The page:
The Golf Digest Interview

June 01, 2008

Darren Clarke enjoying his new found physique and energy

Having played, to use his own description, "pathetic" golf during 2002, Darren Clarke decided some changes in his professional life were more than overdue.

By the time he was finished, he had a new caddie and new clubs, had returned to his former coach, Butch Harmon, and had embarked on a fitness regimen that helped him drop 30 pounds.

Perhaps most important, Clarke took a hard look at himself and his behavior on and off the golf course, a period of soul-searching prompted by wife Heather's battle with cancer. Known for loving life but famous across the PGA European Tour for the intensity and frequency of his tantrums, Clarke re-examined his priorities and made an effort to change. "I know how good my good is," he says, "so anything less is frustrating."

Twelve months into a project he deems "a long way from finished," Clarke rose 12 spots on the World Ranking (to 11th), finished second behind Ernie Els in the European Order of Merit and won on both sides of the Atlantic.

True to his word, Clarke has also made himself more approachable. This interview, conducted over four days before and during the Target World Challenge just before Christmas 2003, was marked by his endless good humor, even after an opening-round 81. Not many subjects were out-of-bounds; not even the topic of Northern Ireland's political minefield and a close call years ago. "I'm proud to be Irish," says Clarke, "but I'm also Northern Irish. We have our own identity."

In life and in golf, Darren Clarke certainly stands out.

Golf Digest: You're a former rugby player. Is there anyone on tour you would hesitate to mess with?

Darren Clarke: No. [Immediately.] No one.

Any candidates?

I'm a lover, not a fighter.

Would you win a fistfight with Tiger?

Only if he didn't turn around and run away!

Phil Mickelson?

He's a big guy, but I'd take my chances.


Oh. He's big — bigger than me. But I'd still stand there.


I'd stand my ground.

If you had to drive across America with three players, who would you choose?

Good question. Lee Westwood would be one. We'd have lots of pit stops if he was there.

Weak bladder?

[Laughs.] No, fuel top-ups, the way he drives. Thomas Bjorn would be another. We have the same sense of humor, which is important. He and I would give each other a lot of stick. The last one would be Nick Price. He'd be good fun. It's tough, though — who would get the humor, have a drink and be good company for that long?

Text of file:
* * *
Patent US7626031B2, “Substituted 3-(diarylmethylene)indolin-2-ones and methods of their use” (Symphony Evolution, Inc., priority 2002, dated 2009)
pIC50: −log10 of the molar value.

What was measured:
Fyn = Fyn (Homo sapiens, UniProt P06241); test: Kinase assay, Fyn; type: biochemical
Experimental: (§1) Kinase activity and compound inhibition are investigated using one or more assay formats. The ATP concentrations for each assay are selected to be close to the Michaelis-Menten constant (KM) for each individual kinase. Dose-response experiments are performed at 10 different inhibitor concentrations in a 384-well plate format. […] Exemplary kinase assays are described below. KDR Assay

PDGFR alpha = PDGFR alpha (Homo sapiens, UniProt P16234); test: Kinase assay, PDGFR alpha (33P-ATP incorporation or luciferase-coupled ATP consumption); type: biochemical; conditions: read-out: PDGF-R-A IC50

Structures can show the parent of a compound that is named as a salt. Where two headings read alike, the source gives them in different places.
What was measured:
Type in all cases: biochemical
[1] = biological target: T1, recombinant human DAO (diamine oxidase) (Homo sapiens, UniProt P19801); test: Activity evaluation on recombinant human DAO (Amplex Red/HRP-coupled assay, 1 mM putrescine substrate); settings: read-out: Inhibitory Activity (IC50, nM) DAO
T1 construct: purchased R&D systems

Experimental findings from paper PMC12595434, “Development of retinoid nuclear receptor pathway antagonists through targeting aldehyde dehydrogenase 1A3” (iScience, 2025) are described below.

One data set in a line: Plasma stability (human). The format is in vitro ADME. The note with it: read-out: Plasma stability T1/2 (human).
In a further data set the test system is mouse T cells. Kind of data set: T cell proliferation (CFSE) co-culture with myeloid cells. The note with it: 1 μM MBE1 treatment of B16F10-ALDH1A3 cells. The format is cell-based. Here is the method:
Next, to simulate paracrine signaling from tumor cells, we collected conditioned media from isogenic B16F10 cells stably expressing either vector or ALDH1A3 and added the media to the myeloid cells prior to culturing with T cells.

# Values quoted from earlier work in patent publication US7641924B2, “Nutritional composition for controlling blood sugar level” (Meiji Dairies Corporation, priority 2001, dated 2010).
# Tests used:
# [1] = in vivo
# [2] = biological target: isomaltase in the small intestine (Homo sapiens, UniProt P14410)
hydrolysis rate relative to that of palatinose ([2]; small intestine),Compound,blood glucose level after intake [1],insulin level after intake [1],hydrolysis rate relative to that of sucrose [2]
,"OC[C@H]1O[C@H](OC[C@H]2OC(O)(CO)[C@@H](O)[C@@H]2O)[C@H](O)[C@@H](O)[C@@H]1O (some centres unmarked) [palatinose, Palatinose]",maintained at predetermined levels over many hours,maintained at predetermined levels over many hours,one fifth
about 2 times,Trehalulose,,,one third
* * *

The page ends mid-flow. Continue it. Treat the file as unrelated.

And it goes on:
No Americans?

As well as I get on with Tiger and Davis [Love III] and Freddie [Couples], sometimes they don't get our sense of humor. A few of the American caddies would work, though.

What would you talk about?

Everything. Sex, drugs, rock and roll.

No politics?

God, no. I'm not a political animal.

You're from Northern Ireland. What was it like growing up amid the troubles between Protestants and Catholics?

I was born in 1968, and the troubles started in 1969, so I grew up with it, as you say. It was bombs going off all over the place, people being shot and killed. It was something we all had to deal with.

Why does it go on?

If you look at any major issue around the world, it's nearly always about religion. Northern Ireland is no different.

It is strange. Our schools are all segregated. And the communities work the same way. I never agreed with that, growing up. But it's different if you play golf in Ireland. Because I traveled the country so much as a youngster, by the time I was 15 I had 20 times as many Catholic friends as I had Protestant friends. That was unheard of. But it was good for me. And it made me wonder why people just can't get on with each other. It's the same as the racial stuff you see in the States — none of it gets anyone anywhere. It's nonsensical to me. People get so blinkered by their beliefs.

Did it touch your life?

Yes, many times. Some of my relations have been killed. It's part of what happens in Northern Ireland.

And did it affect you personally?

The only job I ever had was in a bar called The Inn in the Park in Dungannon [Clarke's hometown]. One night I was setting up the bar. We got a phone call at 9:30 telling everyone to get out. So we did. The bomb went off at 10. The place was flattened, nothing but rubble left. It was a big place, too. The bomb was five yards away from me from 5 onward. If it had gone off earlier, I wouldn't be here.